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Inclusion compound



  In host-guest chemistry an inclusion compound is a complex in which one chemical compound the host forms a cavity which molecules of a second compound the guest are located. The definition of inclusion compounds is very broad, it extends to channels formed between molecules in a crystal lattice in which guest molecules can fit. If the spaces in the host lattice are enclosed on all sides so that the guest species is ‘trapped’ as in a cage, such compounds are known as clathrates. In molecular encapsulation a guest molecule is actually trapped inside another molecule.

Additional recommended knowledge

Cyclodextrin inclusion compounds

Inclusion complexes are formed between cyclodextrins and ferrocene[1]. When a solution of both compounds in a 2:1 ratio in water is boiled for 2 days and then allowed to rest for 10 hours at room temperature orange-yellow crystals form. X-ray diffraction analysis of these crystals reveal a 4:5 inclusion complex with 4 molecules of ferrocene included in the cavity of 4 cyclodextrine molecules and with the fifth ferrocene molecule sandwiched between two stacks of ferrocene - cyclodextrine dimers.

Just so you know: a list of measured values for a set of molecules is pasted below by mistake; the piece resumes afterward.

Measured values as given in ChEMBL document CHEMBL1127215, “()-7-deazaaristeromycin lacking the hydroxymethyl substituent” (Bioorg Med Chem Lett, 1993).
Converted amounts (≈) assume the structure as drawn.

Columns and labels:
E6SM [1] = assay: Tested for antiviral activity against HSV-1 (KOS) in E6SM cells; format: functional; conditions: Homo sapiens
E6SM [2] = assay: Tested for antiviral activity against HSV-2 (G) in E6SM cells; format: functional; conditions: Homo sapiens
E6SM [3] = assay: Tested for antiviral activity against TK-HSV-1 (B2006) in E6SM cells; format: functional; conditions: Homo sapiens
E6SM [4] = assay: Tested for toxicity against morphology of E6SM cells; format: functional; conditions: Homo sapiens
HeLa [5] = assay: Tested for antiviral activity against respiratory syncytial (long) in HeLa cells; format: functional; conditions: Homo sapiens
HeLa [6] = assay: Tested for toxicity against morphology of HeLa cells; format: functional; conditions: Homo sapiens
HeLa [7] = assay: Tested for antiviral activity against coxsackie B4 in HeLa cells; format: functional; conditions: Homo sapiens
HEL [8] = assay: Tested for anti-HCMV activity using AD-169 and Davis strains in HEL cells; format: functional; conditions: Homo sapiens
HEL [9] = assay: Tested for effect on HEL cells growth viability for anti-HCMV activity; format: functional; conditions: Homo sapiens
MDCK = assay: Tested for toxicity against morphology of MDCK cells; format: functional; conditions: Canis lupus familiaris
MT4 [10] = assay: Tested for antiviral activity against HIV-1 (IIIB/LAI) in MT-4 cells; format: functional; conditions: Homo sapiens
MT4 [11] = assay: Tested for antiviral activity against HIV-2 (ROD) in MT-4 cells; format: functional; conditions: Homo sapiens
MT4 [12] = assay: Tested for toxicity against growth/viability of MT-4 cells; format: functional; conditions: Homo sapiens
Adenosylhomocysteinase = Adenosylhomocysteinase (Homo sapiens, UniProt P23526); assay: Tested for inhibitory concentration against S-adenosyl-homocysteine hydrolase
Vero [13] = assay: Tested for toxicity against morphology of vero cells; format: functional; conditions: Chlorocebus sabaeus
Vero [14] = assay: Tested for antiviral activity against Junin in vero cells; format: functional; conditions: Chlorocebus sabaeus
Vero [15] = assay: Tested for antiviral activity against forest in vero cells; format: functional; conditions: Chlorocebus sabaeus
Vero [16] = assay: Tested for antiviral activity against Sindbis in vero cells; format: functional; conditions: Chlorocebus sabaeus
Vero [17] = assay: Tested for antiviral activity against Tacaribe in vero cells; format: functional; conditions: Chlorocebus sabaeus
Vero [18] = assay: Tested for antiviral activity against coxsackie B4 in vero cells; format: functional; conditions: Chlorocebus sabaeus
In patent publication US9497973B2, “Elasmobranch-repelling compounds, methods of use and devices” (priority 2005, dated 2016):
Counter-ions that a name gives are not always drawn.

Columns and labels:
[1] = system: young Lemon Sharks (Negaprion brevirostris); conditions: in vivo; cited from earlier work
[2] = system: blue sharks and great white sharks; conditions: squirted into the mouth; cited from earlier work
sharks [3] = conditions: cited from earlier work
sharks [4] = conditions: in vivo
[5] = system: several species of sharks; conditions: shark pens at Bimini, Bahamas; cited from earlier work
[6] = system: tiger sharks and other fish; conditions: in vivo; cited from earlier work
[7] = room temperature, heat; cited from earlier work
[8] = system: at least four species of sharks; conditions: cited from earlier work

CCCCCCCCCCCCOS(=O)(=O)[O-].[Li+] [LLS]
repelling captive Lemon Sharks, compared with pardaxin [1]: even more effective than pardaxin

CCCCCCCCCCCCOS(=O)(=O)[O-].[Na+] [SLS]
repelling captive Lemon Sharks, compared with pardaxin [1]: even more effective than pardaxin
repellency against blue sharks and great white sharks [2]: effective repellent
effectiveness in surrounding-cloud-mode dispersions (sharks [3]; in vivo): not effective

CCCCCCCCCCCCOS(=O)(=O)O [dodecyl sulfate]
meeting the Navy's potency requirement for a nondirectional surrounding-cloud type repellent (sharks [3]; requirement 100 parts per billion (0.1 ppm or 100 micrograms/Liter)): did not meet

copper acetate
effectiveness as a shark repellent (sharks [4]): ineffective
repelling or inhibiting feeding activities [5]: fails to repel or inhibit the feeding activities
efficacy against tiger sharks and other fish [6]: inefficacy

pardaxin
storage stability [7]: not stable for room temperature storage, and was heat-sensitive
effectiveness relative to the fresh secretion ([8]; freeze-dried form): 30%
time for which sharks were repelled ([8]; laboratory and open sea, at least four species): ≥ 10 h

Cyclodextrin also forms inclusion compounds with fragrance molecules[2]. As a result the fragrance molecules have a reduced vapor pressure and are more stable towards exposure to light and air. When incorporated into textiles the fragrance lasts much longer due to the slow-release action.

References

  • ^  A unique tetramer of 4:5 -cyclodextrin–ferrocene in the solid state Yu Liu, Rui-Qin Zhong, Heng-Yi Zhang and Hai-Bin Song Chemical Communications, 2005, (17), 2211 - 2213 Abstract
  • ^  Fragrance-release Property of β-Cyclodextrin Inclusion Compounds and their Application in Aromatherapy C. X. Wang, Sh. L. Chen Journal of Industrial Textiles, Vol. 34, No. 3, 157-166 (2005) Abstract
 
This article is licensed under the GNU Free Documentation License. It uses material from the Wikipedia article "Inclusion_compound". A list of authors is available in Wikipedia.
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